Thursday, April 4, 2013

Classifying Dinosaurs

(38 Months)

We've been learning and playing with dinosaurs for the past couple of weeks.  It's really been fascinating watching them.  I am so impressed by how quickly they are able to process new information.   They learn the correct pronunciations of dinosaurs faster than I do (I need to keep looking at the pronunciation key until I have the dinosaur name memorized- they have it memorized the second or third time they hear it!).  They are able to distinguish one dinosaur from another: "Look here's another stegosaurus, they have a lot of large plates on their back!"  "The ankylosaurus has a heavy bony club-tail."  "T-Rex is my favorite!""Mommy, maiasaura dinosaurs were great mommies, they took good care of their babies." "Look, the triceratops moms and dads are protecting their babies from the tyrannosaurus rex dinosaurs."  Seriously!  Why was I reading only fiction when they can absorb so much so quickly?  It truly is amazing.

While we are reading about dinosaurs, we pause to identify that particular dinosaur's specific features (teeth, feet, horns, plates, neck and tail shape and length, number of legs).  We use that information to help us differentiate one dinosaur from another.  When I was a teacher, I used a lot of real-life experiences to help provide a concrete description for my fifth grade students.  I still apply that same method with my little kidabunks.  Diplodocus had unsharpened pencil shaped teeth - I took out a box of unsharpened pencils and stuck them in play-doh to show my little loves what the teeth looked like.  Brachiosaurus was a little larger than a two-story house, so during one of our walks we stopped by a two-story home and marveled about how tall the brachiosaurus was.   One of tyrannosaurus rex's teeth is as long as a large banana.  The longest horn on a triceratops is about the size of a two-year old child.

I decided to try a formal assessment to see if they were able to classify dinosaurs into two categories- herbivores and carnivores.  We flattened out some play-doh, and made dinosaur tracks.  Then the kidabunks looked at the tracks and pretended they were paleontologists to identify what type of dinosaur made the tracks.  They knew!  They had so much fun making tracks, covering them up and then making them again.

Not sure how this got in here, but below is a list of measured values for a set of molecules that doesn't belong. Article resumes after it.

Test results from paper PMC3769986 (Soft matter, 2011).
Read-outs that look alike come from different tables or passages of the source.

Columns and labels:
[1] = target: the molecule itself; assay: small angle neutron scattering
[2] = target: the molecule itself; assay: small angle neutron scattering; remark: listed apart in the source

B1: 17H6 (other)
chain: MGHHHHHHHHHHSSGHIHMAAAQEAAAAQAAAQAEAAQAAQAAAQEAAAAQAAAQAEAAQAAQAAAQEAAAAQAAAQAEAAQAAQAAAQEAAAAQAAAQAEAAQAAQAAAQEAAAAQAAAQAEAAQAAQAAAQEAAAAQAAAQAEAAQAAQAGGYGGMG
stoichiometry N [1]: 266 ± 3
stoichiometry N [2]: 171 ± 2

Wild One then created a game, where we had to find which dinosaur made his tracks.  So brilliant!

Wednesday, April 3, 2013

Helping Around the House

(38 Months)

Today Wild One helped Grandpa change the legs in their table.  My babies are growing so fast, their legs were getting squished under their table, so we switched out the short table legs for longer ones.  Wild One helped Grandpa unscrew the short table legs from the table, remove the screws and short legs and then replace them with the longer legs and thread the screws.

Later that day, Little Miss and I went plant shopping.  Of course she chose the first pink flowers she saw.  We didn't even get into the store when she started pulling plants off of the shelves.  It was so precious, she kept running from pink plant to pink plant, "this one, this one."  Then they planted - oh the mess.  How I wish I had a backyard with grass- it wouldn't have been so messy.  Focus on the experience - they planted!  Then they watered.  We all admired the beautiful new plants.  Then I cleaned.

Play-doh Letter Fun

(38 Months)

Little Miss loves play-doh.  C'mon, who doesn't love playing with play-doh.  She loves squishing and pressing molds into the play-doh.  She loves adding Mr. Potato Head accessories into the play-doh.  She loves making pancakes and muffins for her babies out of play-doh.

Today we decided to practice rolling the play-doh into snakes or ropes, and then form the snakes into capital letters.  My plan was to practice the letters with just horizontal and vertical lines (E, F, H, I, L and T).  Little Miss had her own plan (as she frequently does), she wanted to create the letters in alphabetical order.  She's only three and she's already so determined.  Oh boy!

I used sidewalk chalk to draw the letter on her picnic table and offered her the chalk to trace the letter.  Next, we created rolled snakes out of the play-doh.  Creating evenly rolled play-doh snakes are still hard for us.  I was proud of Little Miss for practicing again and again, even though she was frustrated at times because the snakes would sometimes split apart in the middle.

For the first few letters, I gave her the appropriate number and lengths of snakes.  She carefully placed the rolled play-doh on top of the chalk letter, "squishing it together" at the corners to form the letter (I love how she describes what she's doing).

As we neared the letter E, she started creating her own lengths of snakes, and if they were too short, she would tear off a piece of another snake to complete the line or curve.  She continued working all the way through the letter M, and then she asked if she could stop.  I was thrilled that she kept happily practicing letter after letter.  We gladly put away the play-doh and she began building with blocks.

I'm so proud of her.  I love my little (sigh, big) girl.